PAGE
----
MMBA Factfinding Applies to All Negotiations Resulting in Impasse
Not Just Negotiations for a Comprehensive MOU
The fact-finding procedures required by the Meyers Milias Brown Act apply to all negotiations which reach impasse, not just those arising from negotiations for a comprehensive MOU, the California Court of Appeal has held in two opinions.
In San Diego Housing Commission v. Public Employment Relations Board, the Fourth District Court of Appeal found in favor of PERB, holding that fact finding under the MMBA applies to all impasses, not just those related to negotiations of a comprehensive MOU. The opinion overturned the trial court decision that held that the MMBA fact-finding procedures did not apply to an impasse regarding the effects bargaining of a decision to layoff employees. The court reasoned that PERB’s interpretation of the MMBA should be given deference because PERB is a state agency with specialized knowledge and experience in interpreting these types of labor laws. The court, citing to PERB’s decision in this matter, determined that:
- The MMBA does not contain any language that expressly limits its fact-finding provisions to impasses related to negotiations of a comprehensive MOU.
- PERB has consistently applied similar fact-finding provisions in the Educational Employment Relations Act and the Higher Education Employer-Employee Relations Act to all types of bargaining disputes, not just those arising from negotiation for a comprehensive MOU.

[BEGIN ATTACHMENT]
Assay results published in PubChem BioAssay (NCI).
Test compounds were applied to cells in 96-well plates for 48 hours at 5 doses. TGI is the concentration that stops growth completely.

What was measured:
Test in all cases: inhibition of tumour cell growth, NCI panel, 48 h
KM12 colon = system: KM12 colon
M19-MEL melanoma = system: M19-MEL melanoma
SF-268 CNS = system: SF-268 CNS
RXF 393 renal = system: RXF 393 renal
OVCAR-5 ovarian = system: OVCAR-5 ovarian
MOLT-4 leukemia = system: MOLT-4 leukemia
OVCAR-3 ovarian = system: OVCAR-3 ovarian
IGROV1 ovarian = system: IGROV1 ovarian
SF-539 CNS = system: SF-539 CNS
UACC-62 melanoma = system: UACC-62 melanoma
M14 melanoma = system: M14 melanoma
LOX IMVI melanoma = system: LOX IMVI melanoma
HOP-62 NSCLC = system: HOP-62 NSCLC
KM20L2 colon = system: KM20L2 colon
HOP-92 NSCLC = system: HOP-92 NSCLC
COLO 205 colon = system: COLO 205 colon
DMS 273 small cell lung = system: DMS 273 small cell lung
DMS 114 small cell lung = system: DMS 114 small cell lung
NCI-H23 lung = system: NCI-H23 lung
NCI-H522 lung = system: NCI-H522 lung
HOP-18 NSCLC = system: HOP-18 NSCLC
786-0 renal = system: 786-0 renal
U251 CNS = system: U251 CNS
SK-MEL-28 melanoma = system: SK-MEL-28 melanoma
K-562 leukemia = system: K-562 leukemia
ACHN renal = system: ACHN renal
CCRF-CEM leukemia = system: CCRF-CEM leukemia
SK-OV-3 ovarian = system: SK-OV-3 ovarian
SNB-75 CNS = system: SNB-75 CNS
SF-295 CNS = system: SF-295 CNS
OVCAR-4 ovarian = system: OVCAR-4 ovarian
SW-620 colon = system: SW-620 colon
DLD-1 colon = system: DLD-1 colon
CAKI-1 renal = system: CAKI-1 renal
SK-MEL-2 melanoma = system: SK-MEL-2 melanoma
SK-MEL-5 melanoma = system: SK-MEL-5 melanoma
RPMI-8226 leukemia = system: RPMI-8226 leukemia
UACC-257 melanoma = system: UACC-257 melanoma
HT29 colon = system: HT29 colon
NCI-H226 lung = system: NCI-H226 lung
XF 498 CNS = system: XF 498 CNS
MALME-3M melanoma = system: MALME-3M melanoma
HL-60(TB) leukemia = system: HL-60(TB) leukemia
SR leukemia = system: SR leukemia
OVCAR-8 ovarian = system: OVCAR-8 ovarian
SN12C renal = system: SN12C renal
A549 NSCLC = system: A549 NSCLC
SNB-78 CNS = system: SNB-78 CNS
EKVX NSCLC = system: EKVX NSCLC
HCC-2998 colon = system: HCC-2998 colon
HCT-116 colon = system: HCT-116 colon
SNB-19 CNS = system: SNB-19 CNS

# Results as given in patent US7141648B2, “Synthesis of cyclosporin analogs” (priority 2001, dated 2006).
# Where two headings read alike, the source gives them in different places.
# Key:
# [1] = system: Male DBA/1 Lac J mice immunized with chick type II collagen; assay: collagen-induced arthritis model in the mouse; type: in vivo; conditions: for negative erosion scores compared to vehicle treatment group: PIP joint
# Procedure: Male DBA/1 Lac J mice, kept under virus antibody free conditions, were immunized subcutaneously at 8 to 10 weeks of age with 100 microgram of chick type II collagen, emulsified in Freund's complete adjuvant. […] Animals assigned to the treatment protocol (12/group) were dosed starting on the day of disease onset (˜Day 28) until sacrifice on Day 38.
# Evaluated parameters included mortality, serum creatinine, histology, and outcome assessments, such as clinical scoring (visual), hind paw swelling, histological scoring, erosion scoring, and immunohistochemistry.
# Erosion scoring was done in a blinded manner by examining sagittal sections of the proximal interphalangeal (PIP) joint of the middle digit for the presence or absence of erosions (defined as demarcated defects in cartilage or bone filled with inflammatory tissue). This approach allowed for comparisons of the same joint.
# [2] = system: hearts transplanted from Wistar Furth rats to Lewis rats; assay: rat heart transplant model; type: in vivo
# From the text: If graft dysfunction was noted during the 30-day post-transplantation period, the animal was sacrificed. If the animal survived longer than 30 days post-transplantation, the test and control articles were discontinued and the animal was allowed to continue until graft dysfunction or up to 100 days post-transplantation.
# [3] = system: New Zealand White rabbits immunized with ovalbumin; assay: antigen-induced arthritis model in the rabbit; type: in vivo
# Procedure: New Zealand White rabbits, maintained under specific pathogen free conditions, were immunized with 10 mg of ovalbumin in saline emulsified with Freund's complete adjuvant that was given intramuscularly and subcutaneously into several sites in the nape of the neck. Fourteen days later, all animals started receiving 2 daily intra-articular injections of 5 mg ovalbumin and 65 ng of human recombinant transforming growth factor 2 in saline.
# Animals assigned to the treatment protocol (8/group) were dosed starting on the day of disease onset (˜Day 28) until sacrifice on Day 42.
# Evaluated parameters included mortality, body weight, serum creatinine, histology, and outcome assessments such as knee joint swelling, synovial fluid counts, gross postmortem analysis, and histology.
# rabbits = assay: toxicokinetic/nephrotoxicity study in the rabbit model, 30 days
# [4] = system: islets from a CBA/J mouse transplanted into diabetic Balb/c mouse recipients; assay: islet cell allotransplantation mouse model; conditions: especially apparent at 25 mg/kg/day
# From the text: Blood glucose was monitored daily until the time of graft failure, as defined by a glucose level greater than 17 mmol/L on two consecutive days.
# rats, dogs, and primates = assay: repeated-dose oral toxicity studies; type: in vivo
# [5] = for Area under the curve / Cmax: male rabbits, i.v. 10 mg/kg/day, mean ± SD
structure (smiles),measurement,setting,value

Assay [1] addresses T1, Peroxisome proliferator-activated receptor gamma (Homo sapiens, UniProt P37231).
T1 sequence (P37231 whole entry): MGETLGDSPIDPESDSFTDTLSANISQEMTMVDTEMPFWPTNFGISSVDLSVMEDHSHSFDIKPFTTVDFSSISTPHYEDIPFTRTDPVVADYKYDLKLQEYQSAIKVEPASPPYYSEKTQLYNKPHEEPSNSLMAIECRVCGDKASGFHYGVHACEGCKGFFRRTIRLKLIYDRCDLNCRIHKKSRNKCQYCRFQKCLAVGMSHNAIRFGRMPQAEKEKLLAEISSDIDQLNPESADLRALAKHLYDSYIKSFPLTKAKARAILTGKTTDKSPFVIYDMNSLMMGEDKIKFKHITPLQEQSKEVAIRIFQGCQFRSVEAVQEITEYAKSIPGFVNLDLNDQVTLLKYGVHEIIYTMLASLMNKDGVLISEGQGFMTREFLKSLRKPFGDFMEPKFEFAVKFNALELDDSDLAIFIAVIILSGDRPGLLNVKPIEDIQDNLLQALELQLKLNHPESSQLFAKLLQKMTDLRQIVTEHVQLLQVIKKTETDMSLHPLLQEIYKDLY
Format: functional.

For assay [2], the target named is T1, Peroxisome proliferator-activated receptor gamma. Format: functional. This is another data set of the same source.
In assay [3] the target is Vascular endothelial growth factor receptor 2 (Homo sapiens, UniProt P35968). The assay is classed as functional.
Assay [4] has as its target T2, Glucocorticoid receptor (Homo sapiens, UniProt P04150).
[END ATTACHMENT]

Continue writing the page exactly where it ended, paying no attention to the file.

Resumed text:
- PERB’s interpretation of the MMBA fact-finding provisions is consistent with the legislative history of AB 646 (which added the mandatory fact-finding provisions to the MMBA).
- Interpreting the MMBA fact-finding provisions to apply to all bargaining disputes is consistent with the parties’ obligation under the MMBA to negotiate over any bargainable issue, and prepare an MOU to memorialize that agreement.
The court applied the same reasoning to reach a similar holding in County of Riverside v. PERB, a case that involved the effects bargaining over a new background check policy for information technology employees.
These decisions by the Court of Appeal, issued Wednesday, are binding on public agencies throughout California unless another appellate district reaches a different conclusion, or the California Supreme Court decides to review and ultimately overturn the decision. Therefore, agencies subject to the provisions of the MMBA should prepare for bargaining on all issues with the understanding that the fact-finding procedures could be invoked if impasse is reached.
For more information about these decisions and how they may impact your agency, contact the author of this Legal Alert listed at the right in the firm’s Labor & Employment practice group, or your BB&K attorney.
Please feel free to share this Legal Alert or subscribe by clicking here. Follow us on Twitter @BBKlaw.
Disclaimer: BB&K Legal Alerts are not intended as legal advice. Additional facts or future developments may affect subjects contained herein. Seek the advice of an attorney before acting or relying upon any information in this communiqué.